“There was a lot of scrambling. We took a lot of panicked phone calls,” particularly in connection with ransomware, says Doug Matthews, vice president of product management at Veritas Technologies, which provides enterprise backup and recovery services. Organizations needed to quickly make sure that endpoints were protected, and that enterprise firewalls were set up to repel attacks that might originate from an unsecured endpoint.

Matthews added that the pandemic also triggered “a hasty movement to cloud adoption,” even at organizations that had previously been resistant to cloud technologies. This has created what he calls a “resiliency gap,” as companies are just now going back, reading their agreements with SaaS vendors, and realizing that their data is not necessarily protected.

“One area that is problematic is SaaS,” Bertrand says. “People don’t understand SLAs all that well. Just because you have data in Office 365 or Salesforce that doesn’t mean they do backup for you.” SaaS providers offer SLAs for availability, but that’s not the same as recoverability.

“You’re always responsible for your data,” Bertrand adds. He says organizations need to make decisions on what data is mission critical and therefore needs to be backed up. “Salesforce is mission critical, and Office 365. But what about GitHub or Zendesk? There’s a lot more than meets the eye.”

The pandemic also exposed a lack of foresight when it came to the networking aspect of DR/BC planning, since the sudden shift of employees to remote sites scrambled traditional network traffic patterns and created potential bandwidth issues.

Ravi Ravishanker, CIO and associate provost at Wellesley College, says he was fortunate that the college recently moved all of its ERP applications, Web servers and learning management system to the cloud, because the college would not have had the bandwidth to accommodate students and staffers connecting from remote locations if all of those applications had been on-premises.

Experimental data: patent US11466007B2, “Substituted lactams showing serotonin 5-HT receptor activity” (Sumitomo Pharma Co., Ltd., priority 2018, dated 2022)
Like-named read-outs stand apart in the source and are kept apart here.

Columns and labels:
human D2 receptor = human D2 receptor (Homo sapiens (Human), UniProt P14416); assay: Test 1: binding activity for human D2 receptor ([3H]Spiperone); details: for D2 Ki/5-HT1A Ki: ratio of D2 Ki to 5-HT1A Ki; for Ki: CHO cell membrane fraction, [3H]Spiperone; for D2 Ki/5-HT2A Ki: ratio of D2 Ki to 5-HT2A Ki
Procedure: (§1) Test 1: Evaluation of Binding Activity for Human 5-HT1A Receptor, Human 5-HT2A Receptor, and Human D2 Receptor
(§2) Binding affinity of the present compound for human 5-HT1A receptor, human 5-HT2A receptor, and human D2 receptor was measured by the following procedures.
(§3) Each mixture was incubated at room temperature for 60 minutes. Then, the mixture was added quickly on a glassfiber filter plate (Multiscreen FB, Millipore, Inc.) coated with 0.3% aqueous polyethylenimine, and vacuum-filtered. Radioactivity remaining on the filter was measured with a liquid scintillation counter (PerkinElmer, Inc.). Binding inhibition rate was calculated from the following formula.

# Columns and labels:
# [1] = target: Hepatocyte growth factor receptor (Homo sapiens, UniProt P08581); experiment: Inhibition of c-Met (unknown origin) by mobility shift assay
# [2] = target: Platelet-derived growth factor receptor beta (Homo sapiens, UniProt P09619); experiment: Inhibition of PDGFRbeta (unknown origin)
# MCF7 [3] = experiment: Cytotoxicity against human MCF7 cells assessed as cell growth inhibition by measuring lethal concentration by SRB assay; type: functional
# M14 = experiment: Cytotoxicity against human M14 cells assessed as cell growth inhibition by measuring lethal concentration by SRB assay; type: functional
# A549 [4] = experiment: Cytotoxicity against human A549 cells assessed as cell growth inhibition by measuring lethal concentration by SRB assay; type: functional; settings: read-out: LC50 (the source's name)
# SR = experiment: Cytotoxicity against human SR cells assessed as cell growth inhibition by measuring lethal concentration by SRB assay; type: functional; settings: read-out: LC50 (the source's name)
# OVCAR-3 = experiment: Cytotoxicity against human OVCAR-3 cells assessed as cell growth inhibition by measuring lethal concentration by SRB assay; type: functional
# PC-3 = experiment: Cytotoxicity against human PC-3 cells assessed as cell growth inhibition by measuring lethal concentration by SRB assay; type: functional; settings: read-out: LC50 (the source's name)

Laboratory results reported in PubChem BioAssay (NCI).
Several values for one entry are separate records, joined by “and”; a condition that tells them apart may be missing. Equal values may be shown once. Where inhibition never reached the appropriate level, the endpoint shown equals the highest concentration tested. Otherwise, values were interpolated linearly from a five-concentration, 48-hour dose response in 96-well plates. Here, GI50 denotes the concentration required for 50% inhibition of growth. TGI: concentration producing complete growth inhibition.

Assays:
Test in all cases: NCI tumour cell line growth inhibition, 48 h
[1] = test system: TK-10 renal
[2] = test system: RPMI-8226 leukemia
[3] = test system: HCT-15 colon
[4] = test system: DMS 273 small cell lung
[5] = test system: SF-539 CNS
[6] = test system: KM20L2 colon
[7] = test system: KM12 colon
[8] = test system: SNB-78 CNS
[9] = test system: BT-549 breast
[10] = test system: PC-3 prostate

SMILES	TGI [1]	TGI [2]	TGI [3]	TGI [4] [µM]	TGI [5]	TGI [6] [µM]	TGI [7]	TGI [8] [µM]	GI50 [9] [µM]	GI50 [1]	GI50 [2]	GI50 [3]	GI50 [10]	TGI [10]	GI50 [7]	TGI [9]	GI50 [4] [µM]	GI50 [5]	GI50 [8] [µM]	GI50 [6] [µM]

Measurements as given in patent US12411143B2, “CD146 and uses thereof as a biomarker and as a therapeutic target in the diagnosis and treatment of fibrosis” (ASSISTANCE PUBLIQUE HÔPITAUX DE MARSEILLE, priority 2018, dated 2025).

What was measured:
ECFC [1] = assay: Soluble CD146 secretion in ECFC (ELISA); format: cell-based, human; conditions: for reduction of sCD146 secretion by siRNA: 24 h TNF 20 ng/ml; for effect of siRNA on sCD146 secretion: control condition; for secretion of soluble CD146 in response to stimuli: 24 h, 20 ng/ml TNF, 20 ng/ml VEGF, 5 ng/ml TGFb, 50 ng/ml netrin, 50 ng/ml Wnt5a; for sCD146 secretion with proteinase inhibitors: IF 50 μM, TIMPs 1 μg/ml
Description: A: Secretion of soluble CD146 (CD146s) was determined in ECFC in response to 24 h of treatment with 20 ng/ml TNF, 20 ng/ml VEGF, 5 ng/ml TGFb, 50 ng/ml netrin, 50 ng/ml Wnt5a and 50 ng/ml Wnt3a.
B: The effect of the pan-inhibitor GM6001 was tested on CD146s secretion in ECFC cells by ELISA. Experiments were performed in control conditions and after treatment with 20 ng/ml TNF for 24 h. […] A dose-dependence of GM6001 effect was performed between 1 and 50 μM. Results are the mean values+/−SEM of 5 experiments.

Wellesley College transitions to remote learning

The pandemic affected industries in different ways, and higher education was faced with a difficult challenge: How do you suddenly switch from in-person classrooms to fully remote learning?

“We all prepared for a pandemic, but nobody was prepared for COVID,” Ravishanker says. Fortunately, with core applications living in the cloud, Wellesley was able to keep its systems available to end users and students no matter where they were located.

The difference between a disaster like a fiber cut or power outage and the COVID pandemic is that by mid-March, people could see it coming and do some quick planning. “One of most fundamental things we needed to get decisions on was the technology platform for remote learning. We were all in agreement the choice should be Zoom,” Ravishanker says.

The college quickly obtained an institutional license and set up Zoom drop-in sessions for students prior to their leaving the campus last March. “Decisions were made at a pace never seen before,” he adds. There were a small number of students who had outdated computers or couldn’t afford Internet connections at their home locations, so the college took care of those arrangements.

After students were sent home, the next week was spring break, so the team had some time to train teachers before remote classes began. They started with the basics and then over time moved to more advanced features like creating breakout rooms and managing chats.

When the semester ended, the team conducted de-briefing sessions with faculty and began gearing up for the fall semester in which approximately half of the students were on campus and half were remote.

Having to support two systems at once created technology challenges, as well as issues such as making sure classrooms were set up for social distancing and ensuring that everyone was following the college’s COVID protocols, such as wearing masks. With students wearing masks it was difficult to be heard, so the team provided additional microphones in each classroom.